— Key definitions from Ausiello et al. (2003) —

Definition 1 – An optimization problem $mathcal{P}$ is characterized by the following quadruple of objects $(I_{mathcal{P}}, {SOL}_{mathcal{P}}, m_{mathcal{P}}, {goal}_{mathcal{P}})$, where:

  1. $I_{mathcal{P}}$ is the set of instances of $mathcal{P}$;
  2. ${SOL}_{mathcal{P}}$ is a function that associates to any input instance $x in I_{mathcal{P}}$ the set of feasible solutions of $x$;
  3. $m_{mathcal{P}}$ is the measure function, defined for pairs $(x,y)$ such that $x in I_{mathcal{P}}$ and $y in {SOL}_{mathcal{P}}(x)$. For every such pair $(x,y)$, $m_{mathcal{P}}$ provides a positive integer which is the value of the feasible solution $y$;
  4. ${goal}_{mathcal{P}} in { min, max }$ specifies whether $mathcal{P}$ is a maximization or a minimization problem.

Ausiello et al. (2003) makes a note at point 3 that in practice for several problems the measure function is defined to have values in $mathbb{Q}$, and that it is equivalent with the above one.
Denote the value of an optimal solution of $x$ by $m^{*}(x)$. Then the corresponding decision problem to $mathcal{P}$ is the following:

Decision Problem ($mathcal{P}_D$) – Given an instance $x in I$ and a positive integer $W in mathbb{Z}^{+}$, decide whether $m^{*}(x) geq W$ (if goal $= max$) or whether $m^{*}(x) leq W$ (if goal $= min$). If goal $= max$, the set ${ (x,W) | x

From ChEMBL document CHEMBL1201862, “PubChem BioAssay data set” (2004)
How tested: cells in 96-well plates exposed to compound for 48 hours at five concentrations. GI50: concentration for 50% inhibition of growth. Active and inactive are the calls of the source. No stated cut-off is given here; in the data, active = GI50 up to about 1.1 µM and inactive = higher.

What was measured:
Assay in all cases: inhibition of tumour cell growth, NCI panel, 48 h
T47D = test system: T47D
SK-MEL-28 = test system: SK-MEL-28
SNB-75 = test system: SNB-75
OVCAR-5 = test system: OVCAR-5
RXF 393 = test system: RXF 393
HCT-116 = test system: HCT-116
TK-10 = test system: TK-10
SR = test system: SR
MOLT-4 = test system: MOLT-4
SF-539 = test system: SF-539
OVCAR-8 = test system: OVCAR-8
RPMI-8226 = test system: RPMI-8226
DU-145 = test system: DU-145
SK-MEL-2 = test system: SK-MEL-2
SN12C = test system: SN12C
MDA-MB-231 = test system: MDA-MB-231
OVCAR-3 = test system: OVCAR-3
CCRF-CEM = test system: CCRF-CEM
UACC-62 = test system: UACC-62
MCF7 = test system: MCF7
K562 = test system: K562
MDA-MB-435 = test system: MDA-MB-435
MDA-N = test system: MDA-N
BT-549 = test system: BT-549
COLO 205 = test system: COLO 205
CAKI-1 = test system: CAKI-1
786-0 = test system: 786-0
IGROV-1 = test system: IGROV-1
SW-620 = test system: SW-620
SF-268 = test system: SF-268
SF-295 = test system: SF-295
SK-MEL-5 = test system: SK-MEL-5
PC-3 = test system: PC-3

in I wedge m^{*}(x) geq W }$
(or ${ (x,W) | x
in I wedge m^{*}(x) leq W }$
if goal $= min$) is called the underlying language of $mathcal{P}$.

Based on the above note I assume when the measure function is defined to have values in $mathbb{Q}$ then the variable $W$ may also have values in $mathbb{Q}$ in the above definition.

Definition 2 – An optimization problem $mathcal{P} = (I, SOL,m,goal)$ belongs to the class $NPO$ if the following holds:

  1. the set of instances $I$ is recognizable in polynomial time;
  2. there exists a polynomial $q$ such that, given an instance $x in I$, for any $y in SOL(x), |y| leq q(|x|)$ and, besides, for any $y$ such that $|y| leq q(|x|)$, it is decidable in polynomial time whether $y in SOL(x)$;
  3. the measure function $m$ is computable in polynomial time.

Definition 3 – An optimization problem $mathcal{P}$ is called $NP$-hard if, for every decision problem $mathcal{P}’ in NP, mathcal{P}’ leq_{T}^{p} mathcal{P}$, that is, $mathcal{P}’$ can be solved in polynomial time by an algorithm which uses an oracle that, for any instance $x in I_{mathcal{P}}$, returns an optimal solution $y^{*}(x)$ of $x$ along with its value $m^{*}_{mathcal{P}} (x)$.

References:

Ausiello, G., Crescenzi, P., Gambosi, G., Kann, V., Marchetti-Spaccamela, A. and Protasi, M. (2003). Complexity and approximation: Combinatorial optimization problems andtheir approximability properties. Springer-Verlag Berlin Heidelberg 1999. DOI: 10.1007/978-3-642-58412-1.

Manyem, P. (2013). Syntactic expressions to express NP-hard optimization problems and problems with zero duality gap. A Journal of Mathematical Programming and Operations Research. 62(9):1227-1246. DOI: 10.1080/02331934.2011.625027.

Pyatkin, A., Aloise, D. and Mladenović, N. (2017). NP-hardness of balanced minimum sum-of-squares clustering. Pattern Recognition Letters, 97:44–45. DOI: 10.1016/j.patrec.2017.05.033.